The pessimist sees difficulty in every opportunity. The optimist sees the opportunity in every difficulty
~ Winston Churchill

META Program

META is a partnership among Chesterfield County Public Schools, Hanover County Public Schools, Henrico County Public Schools, Richmond Public Schools, and Virginia Commonwealth University (VCU) School of Education. Established in 2001, META's mission is to enhance teaching quality in the metro-Richmond area by identifying needs, opportunities, and resources for strategic professional development with the goal of improving student learning by improving the preparation, effectiveness, and retention of high-quality teachers. The META Planning Council consists of the staff development directors or other designated representatives from partner school divisions, the VCU Clinical Faculty Coordinator, the Chair of the VCU Department of Teaching and Learning, and the director of the VCU Center for Teacher Leadership.

Since 2001, The Center for Teacher Leadership (CTL) has secured more than $13 million dollars to advance the work of the META partnership.

Current META Projects Include:

National Board Candidate Support Program

A program for teachers seeking National Board Certification. Conducted by the Center for Teacher Leadership (CTL) at the VCU School of Education, the program provides teachers in the META school divisions with structured opportunities to clarify each aspect of the certification process and a network of support as they strive to meet the highest standards established for the profession. CTL also supports a National Board Candidate Support Listserv where candidates can network with other candidates and National Board Certified Teachers across the state.

VCU Clinical Faculty Program

The VCU Clinical Faculty Program identifies exemplary K-12 teachers who want to work with VCU pre-service teachers and provides them with professional development to become effective mentors. To earn the Clinical Faculty designation, teachers in the META divisions must submit a written application, complete five modules of training, and submit a portfolio, including a video or audio of a coaching session, to demonstrate their skill as a coach.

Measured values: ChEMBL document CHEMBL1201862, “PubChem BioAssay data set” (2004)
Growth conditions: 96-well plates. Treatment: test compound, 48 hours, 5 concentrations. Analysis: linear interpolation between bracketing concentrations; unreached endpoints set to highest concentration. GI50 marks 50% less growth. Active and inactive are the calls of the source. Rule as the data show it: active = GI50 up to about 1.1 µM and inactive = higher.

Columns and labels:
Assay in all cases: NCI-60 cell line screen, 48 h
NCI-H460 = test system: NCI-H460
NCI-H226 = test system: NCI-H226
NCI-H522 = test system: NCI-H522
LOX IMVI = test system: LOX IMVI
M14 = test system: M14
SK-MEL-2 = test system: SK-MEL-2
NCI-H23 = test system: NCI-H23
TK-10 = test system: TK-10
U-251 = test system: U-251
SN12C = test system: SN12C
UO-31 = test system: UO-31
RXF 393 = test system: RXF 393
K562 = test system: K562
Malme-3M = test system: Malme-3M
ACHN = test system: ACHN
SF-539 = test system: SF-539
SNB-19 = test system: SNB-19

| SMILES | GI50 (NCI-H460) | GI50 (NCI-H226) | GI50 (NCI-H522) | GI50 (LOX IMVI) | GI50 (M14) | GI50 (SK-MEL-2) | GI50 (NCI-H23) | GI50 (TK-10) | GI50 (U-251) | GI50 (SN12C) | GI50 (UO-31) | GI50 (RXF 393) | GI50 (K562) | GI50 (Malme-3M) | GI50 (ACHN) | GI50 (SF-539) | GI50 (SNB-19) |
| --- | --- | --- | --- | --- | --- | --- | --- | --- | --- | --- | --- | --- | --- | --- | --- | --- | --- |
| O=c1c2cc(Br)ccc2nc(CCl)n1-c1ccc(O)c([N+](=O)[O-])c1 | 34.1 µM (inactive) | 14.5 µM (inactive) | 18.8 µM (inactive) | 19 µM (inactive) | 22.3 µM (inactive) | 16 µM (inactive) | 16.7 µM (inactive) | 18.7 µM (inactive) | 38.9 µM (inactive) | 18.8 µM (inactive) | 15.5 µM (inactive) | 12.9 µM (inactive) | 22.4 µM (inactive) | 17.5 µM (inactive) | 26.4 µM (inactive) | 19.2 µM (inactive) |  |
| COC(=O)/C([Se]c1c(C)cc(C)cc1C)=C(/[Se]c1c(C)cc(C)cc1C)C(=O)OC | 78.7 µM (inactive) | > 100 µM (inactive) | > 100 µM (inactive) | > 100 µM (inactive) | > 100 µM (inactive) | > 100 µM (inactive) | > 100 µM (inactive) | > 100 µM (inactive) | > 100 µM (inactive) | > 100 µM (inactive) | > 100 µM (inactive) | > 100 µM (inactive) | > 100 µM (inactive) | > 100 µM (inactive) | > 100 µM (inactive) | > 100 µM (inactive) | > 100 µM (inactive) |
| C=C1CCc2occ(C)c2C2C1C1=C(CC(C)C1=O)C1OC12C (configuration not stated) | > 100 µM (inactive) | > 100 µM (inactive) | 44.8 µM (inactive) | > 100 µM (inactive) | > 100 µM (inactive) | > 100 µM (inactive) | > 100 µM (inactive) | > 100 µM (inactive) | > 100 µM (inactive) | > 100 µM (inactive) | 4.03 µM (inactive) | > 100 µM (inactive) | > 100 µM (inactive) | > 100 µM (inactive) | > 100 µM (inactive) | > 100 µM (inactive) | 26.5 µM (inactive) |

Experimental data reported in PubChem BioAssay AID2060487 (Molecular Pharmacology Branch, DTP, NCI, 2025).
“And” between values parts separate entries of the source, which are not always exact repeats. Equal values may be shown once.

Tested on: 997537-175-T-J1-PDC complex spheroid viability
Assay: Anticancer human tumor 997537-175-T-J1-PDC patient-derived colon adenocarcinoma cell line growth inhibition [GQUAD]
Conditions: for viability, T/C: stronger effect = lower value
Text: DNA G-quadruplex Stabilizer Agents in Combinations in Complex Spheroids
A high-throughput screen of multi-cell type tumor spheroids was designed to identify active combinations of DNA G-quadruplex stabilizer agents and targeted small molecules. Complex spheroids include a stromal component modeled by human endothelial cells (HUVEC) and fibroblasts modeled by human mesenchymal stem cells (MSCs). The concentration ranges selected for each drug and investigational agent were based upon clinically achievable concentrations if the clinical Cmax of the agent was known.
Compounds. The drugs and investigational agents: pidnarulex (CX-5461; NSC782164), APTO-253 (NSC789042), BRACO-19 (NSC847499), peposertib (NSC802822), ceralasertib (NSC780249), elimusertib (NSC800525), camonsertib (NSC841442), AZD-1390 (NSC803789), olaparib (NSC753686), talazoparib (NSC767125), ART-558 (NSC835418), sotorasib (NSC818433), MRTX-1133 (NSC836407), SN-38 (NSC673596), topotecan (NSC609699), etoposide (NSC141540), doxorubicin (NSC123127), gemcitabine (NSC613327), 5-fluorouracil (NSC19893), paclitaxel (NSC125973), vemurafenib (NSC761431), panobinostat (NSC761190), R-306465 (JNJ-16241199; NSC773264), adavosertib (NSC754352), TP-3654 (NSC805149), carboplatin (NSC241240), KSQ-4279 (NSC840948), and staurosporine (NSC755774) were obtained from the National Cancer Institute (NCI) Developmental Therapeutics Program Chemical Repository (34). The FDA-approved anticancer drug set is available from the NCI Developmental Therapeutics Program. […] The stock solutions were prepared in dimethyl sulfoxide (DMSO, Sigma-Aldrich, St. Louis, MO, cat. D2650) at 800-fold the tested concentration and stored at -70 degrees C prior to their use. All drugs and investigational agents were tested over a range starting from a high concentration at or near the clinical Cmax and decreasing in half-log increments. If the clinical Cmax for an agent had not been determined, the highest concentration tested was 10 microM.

The Clinical Faculty training is based on the Santa Cruz New Teacher Center mentor teacher training. The Center for Teacher Leadership (CTL) at VCU School of Education is one of only two national training sites licensed to conduct this highly successful and widely recognized mentoring system.

LSEE Major

The Liberal Studies in Elementary Education (LSEE) major offers a strong liberal studies curriculum that targets core knowledge across the four major subject areas represented in Virginia’s Standards of Learning (mathematics, sciences, social studies, and language arts/communication) while also providing a university-level skill set and knowledge base. Throughout the undergraduate program, contact with area schools and young learners is programmed into service and experiential learning venues. The VCU College of Humanities and Sciences recognizes it as a priority degree program with its own director and budget.